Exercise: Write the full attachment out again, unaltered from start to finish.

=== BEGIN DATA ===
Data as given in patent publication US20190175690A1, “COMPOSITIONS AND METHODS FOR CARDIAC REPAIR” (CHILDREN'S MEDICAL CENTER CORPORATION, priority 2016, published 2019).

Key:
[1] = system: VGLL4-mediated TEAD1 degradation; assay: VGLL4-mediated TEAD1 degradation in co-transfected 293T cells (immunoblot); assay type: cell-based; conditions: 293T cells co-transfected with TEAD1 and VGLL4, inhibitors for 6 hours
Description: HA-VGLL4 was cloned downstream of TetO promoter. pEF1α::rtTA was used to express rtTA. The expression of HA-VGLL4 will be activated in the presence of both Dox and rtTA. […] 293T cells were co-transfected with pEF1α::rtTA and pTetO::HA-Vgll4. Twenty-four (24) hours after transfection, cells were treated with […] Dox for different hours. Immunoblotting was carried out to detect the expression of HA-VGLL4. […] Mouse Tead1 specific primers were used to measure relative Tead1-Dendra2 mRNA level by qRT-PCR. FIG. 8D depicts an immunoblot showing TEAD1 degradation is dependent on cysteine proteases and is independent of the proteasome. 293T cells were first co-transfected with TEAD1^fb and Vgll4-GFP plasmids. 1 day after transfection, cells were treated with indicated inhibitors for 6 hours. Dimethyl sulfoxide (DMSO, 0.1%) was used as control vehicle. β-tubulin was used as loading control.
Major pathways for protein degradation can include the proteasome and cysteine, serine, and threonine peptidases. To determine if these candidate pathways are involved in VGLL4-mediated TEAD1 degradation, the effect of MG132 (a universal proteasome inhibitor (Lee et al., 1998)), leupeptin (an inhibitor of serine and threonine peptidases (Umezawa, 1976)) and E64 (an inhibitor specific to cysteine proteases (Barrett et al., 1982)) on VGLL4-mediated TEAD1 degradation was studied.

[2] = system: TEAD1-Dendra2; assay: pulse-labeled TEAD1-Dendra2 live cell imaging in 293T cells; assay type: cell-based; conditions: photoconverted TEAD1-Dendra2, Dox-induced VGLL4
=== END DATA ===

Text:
Data as given in patent publication US20190175690A1, “COMPOSITIONS AND METHODS FOR CARDIAC REPAIR” (CHILDREN'S MEDICAL CENTER CORPORATION, priority 2016, published 2019).

Key:
[1] = system: VGLL4-mediated TEAD1 degradation; assay: VGLL4-mediated TEAD1 degradation in co-transfected 293T cells (immunoblot); assay type: cell-based; conditions: 293T cells co-transfected with TEAD1 and VGLL4, inhibitors for 6 hours
Description: HA-VGLL4 was cloned downstream of TetO promoter. pEF1α::rtTA was used to express rtTA. The expression of HA-VGLL4 will be activated in the presence of both Dox and rtTA. […] 293T cells were co-transfected with pEF1α::rtTA and pTetO::HA-Vgll4. Twenty-four (24) hours after transfection, cells were treated with […] Dox for different hours. Immunoblotting was carried out to detect the expression of HA-VGLL4. […] Mouse Tead1 specific primers were used to measure relative Tead1-Dendra2 mRNA level by qRT-PCR. FIG. 8D depicts an immunoblot showing TEAD1 degradation is dependent on cysteine proteases and is independent of the proteasome. 293T cells were first co-transfected with TEAD1^fb and Vgll4-GFP plasmids. 1 day after transfection, cells were treated with indicated inhibitors for 6 hours. Dimethyl sulfoxide (DMSO, 0.1%) was used as control vehicle. β-tubulin was used as loading control.
Major pathways for protein degradation can include the proteasome and cysteine, serine, and threonine peptidases. To determine if these candidate pathways are involved in VGLL4-mediated TEAD1 degradation, the effect of MG132 (a universal proteasome inhibitor (Lee et al., 1998)), leupeptin (an inhibitor of serine and threonine peptidases (Umezawa, 1976)) and E64 (an inhibitor specific to cysteine proteases (Barrett et al., 1982)) on VGLL4-mediated TEAD1 degradation was studied.

[2] = system: TEAD1-Dendra2; assay: pulse-labeled TEAD1-Dendra2 live cell imaging in 293T cells; assay type: cell-based; conditions: photoconverted TEAD1-Dendra2, Dox-induced VGLL4